The Sopranos Is Getting a Movie Prequel, Courtesy of David Chase

HBO, Getty Images
HBO, Getty Images

Fans of The Sopranos could spend the next 20 years arguing about what really happened to Tony Soprano when, in the final moments of the 2007 series finale, the screen unexpectedly went black and Steve Perry stopped screeching at us to “Don’t Stop Believin’.” Did Tony ever get to eat the onion rings he ordered, or did that guy in the Members Only jacket cut his deep-fried enjoyment short? While series creator David Chase has refused to offer much in the way of assistance in sorting it all out, sticking with his assertion that the scene gives the viewer every piece of information he or she needs to figure it out, he’s about to give fans of the groundbreaking HBO crime drama a new chapter in the Soprano family saga: a movie prequel.

On Thursday, Warner Bros. announced that Chase and Lawrence Konner (who was a writer on The Sopranos and Boardwalk Empire) had already written the script for the prequel, which is tentatively titled The Many Saints of Newark. According to The New York Times, the story will take place in Newark during the 1960s—when Tony was still just a kid—and revolve around the city’s race riots, which pitted the Italian and African American communities against each other during the “Long Hot Summer of 1967.”

Though Chase co-wrote and will produce the film, he will not direct it. While Variety reported that “some fan-favorite characters from The Sopranos are expected to appear in the film,” no casting announcements have been made—nor has any anticipated release date been given. Which leaves you plenty of time to return to that whole “Did Tony get whacked or not?” argument.

[h/t: The New York Times]

Jason Momoa is Glad Game of Thrones's Khal Drogo Only Lasted One Season

Helen Sloan, HBO
Helen Sloan, HBO

Although Jason Momoa had a pretty minor role in the grand scheme of Westerosi things in Game of Thrones, fans of his character Khal Drogo will attest to him being an extremely important part of the series—particularly in how he helped to shape the character of Daenerys Targaryen. But the actor, who is currently starring in Aquaman, is happy his time on the series ended when it did.

Drogo met his untimely demise in Season 1, and Momoa has no regrets about it. “I’m actually really, really happy with how it all turned out because, you know, you just can’t keep that character alive,” Momoa told the New York Daily News. “Even when I watch it, it just wouldn’t fit. Khaleesi [Daenerys] … I feel like she inherits that strength and she has to be by herself and do it that way."

Momoa also commented on how popular a character Drogo still is, adding, “Even now, people just can’t stop ... they love Khal Drogo. It’s unbelievable. Like, one season. I don’t know any other character that’s done one season out of eight or nine that people just go [wild]. I didn’t know it was going to be that big.”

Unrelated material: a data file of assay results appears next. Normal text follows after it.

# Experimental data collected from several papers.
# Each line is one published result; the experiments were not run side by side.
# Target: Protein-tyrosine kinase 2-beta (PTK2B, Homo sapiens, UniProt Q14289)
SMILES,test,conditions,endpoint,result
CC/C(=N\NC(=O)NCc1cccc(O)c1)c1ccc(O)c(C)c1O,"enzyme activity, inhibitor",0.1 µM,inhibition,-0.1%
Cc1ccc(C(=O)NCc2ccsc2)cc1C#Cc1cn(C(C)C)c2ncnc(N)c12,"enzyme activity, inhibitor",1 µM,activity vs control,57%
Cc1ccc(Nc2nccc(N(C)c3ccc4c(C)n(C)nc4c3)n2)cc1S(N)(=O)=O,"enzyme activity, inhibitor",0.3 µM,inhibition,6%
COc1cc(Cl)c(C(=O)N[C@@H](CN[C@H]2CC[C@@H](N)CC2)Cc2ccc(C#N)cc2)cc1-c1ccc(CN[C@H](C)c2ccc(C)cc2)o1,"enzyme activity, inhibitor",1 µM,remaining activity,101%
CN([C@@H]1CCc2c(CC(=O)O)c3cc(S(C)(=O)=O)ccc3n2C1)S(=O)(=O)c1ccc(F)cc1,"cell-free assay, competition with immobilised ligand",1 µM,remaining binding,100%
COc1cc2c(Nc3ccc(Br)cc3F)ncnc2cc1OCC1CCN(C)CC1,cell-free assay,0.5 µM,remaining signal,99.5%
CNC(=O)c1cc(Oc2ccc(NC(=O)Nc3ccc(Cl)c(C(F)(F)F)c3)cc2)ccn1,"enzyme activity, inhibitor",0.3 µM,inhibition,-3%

Even though Momoa hasn’t been on the show for years, he’s still a huge fan of the series. “It’s the greatest show on Earth,” he stated, sharing that he and his wife Lisa Bonet are devoted fans.

There's a Prequel to How the Grinch Stole Christmas, and It's Halloween-Themed

Universal Pictures Home Entertainment
Universal Pictures Home Entertainment

Everyone knows that the Grinch didn't care much for Christmas, but how did he feel about Halloween? We just learned that he spent All Hallows' Eve terrorizing the fine citizens of Whoville, thanks to Insider, who spotted this lesser-known prequel to How the Grinch Stole Christmas.

Titled Halloween is Grinch Night, the short animated movie ran as a television special in October 1977. Although it was designed to be a prequel to the classic Christmas special, Dr. Seuss wrote it 20 years after How the Grinch Stole Christmas, which was published in 1957.

The TV special opens with the Whos of Whoville cheerfully going about their business … until they catch a whiff of the "sour sweet wind," which tips them off that the Grinch is coming to town. The word "Halloween" is actually never spoken in the movie; it's replaced by the term "Grinch Night" throughout. Instead of a sleigh, the Grinch descends on the town with a wagon full of monsters pulled by Max. And instead of Cindy-Lou Who coming to the town's rescue, it's a little boy named Euchariah who intervenes.

In addition to the Halloween prequel, another TV special called The Grinch Grinches the Cat in the Hat aired in 1982. Although both of these specials won Emmy Awards, their impact wasn't as long-lasting as How the Grinch Stole Christmas, which was adapted into a live-action version starring Jim Carrey in 2000, and again in 2018 with a 3D animated version called The Grinch, with Benedict Cumberbatch voicing the title character.

Check out the Halloween-themed prequel in the YouTube video below, or get all three specials on Amazon with the Dr. Seus’s's Holidays on the Loose ultimate edition DVD.

[h/t Insider]

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